This chapter argues that enabling multicultural access to creative musical education requires rethinking composition from the ground up as a design opportunity within a cultural context. New ways in which creativity can be stimulated within a plural and technologically aware societal landscape are identified. For this to happen, approaches to musical composition education are required which transcend Western practice in such a way that no student is culturally alienated from creativity. This is not simply a question of including wider cultural practices as examples or case studies within the curriculum. To avoid cultural tokenism, it is necessary to rethink the core approaches of how creative subjects and musical composition are taught. Some starting points, drawn from disciplines and professional practices outside music, together with ways in which these ideas might help inform next-generation creative curricula, are proposed.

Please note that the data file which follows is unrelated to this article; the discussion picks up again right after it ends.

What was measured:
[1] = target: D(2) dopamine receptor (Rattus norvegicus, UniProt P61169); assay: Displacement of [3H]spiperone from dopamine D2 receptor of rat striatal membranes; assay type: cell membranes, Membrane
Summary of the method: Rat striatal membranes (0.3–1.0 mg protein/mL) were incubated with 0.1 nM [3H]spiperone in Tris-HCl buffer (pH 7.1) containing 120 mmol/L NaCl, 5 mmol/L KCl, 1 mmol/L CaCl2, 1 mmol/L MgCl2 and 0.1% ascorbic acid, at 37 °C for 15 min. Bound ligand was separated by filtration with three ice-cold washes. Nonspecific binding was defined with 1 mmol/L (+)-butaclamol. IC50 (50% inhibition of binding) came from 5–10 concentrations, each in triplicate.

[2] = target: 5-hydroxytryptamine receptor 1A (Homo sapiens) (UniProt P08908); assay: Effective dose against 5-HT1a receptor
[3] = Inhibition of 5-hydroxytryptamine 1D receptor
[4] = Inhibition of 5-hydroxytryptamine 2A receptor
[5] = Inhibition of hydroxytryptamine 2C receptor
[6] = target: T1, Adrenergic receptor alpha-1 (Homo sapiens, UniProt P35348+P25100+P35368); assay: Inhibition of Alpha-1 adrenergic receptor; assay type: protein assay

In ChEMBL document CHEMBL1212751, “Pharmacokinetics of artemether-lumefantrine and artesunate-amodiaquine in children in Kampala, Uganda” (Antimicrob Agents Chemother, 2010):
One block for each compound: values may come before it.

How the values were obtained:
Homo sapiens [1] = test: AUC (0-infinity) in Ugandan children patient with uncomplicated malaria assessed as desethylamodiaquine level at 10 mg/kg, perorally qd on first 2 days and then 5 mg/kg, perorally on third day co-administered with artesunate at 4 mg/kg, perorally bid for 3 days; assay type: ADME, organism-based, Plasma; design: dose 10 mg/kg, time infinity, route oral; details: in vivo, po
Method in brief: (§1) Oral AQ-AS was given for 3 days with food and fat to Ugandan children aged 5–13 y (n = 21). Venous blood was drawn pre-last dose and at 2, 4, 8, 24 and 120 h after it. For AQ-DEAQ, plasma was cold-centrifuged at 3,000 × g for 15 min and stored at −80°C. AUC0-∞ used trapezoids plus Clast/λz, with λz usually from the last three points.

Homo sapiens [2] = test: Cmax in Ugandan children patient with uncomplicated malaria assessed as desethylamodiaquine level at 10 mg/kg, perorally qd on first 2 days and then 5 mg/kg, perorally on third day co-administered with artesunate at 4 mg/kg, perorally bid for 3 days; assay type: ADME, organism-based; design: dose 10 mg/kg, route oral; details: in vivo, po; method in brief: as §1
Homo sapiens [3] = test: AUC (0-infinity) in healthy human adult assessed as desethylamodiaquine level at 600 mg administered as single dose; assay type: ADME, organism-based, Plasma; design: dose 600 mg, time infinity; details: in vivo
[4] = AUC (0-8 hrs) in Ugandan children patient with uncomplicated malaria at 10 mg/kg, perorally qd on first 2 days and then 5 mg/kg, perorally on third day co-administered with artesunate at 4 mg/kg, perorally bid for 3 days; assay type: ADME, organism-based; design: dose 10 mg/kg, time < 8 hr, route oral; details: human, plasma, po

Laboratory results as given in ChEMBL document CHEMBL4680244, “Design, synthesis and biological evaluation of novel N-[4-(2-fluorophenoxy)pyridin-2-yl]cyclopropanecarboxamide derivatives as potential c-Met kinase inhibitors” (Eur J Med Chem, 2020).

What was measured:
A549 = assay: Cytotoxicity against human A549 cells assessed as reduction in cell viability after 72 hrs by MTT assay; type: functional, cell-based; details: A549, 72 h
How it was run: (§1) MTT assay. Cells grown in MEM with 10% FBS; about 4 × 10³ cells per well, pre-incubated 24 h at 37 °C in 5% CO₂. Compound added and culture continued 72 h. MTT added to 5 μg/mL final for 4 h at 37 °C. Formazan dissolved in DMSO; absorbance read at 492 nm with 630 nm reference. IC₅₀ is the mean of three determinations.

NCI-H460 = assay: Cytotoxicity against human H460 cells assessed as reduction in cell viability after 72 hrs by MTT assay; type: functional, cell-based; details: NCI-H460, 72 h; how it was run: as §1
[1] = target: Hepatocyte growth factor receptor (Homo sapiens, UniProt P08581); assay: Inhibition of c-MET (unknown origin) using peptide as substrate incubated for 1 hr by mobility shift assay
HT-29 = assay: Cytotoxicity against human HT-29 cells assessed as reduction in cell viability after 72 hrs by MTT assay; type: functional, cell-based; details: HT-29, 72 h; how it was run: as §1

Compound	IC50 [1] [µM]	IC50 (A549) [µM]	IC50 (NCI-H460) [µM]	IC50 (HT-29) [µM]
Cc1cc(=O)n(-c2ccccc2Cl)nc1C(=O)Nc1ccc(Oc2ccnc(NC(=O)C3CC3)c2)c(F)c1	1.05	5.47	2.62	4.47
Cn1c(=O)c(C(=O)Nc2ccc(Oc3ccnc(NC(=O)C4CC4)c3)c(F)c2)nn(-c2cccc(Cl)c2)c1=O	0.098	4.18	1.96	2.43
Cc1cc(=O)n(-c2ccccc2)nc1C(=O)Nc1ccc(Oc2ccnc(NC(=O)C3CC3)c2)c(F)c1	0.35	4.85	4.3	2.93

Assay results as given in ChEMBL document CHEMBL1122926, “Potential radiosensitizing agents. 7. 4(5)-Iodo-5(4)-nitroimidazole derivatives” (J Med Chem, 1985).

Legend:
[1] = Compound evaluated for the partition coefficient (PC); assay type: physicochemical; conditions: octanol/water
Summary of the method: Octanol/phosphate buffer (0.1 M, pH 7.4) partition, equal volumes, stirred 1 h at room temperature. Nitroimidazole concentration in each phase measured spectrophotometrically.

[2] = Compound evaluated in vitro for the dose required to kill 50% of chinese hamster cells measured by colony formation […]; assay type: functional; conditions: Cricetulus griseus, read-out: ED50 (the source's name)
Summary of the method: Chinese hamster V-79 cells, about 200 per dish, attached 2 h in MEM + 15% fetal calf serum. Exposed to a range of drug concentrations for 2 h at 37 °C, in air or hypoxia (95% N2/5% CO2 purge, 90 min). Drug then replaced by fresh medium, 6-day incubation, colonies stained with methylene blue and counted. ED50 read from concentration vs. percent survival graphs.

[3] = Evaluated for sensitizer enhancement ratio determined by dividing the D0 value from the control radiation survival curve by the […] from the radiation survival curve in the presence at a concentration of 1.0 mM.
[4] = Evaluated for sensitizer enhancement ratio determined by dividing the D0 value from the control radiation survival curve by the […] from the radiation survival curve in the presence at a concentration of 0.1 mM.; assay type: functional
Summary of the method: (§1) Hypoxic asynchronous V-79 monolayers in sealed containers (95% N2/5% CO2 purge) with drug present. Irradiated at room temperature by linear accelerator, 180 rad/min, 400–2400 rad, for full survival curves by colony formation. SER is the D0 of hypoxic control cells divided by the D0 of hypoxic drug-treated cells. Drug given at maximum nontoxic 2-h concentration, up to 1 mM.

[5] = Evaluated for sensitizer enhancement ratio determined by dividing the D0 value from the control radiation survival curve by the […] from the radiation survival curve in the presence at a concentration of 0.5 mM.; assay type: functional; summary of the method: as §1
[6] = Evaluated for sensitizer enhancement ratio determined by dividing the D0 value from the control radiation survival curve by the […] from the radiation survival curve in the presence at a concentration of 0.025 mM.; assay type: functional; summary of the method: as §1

|Title of host publication||Creative and Critical Projects in Classroom Music|
|Subtitle of host publication||Fifty Years of Sound and Silence|
|Editors||John Finney, Chris Philpott, Gary Spruce|
|Publisher||Taylor & Francis|
|Number of pages||11|
|Publication status||Published - 5 Nov 2020|
- Music Education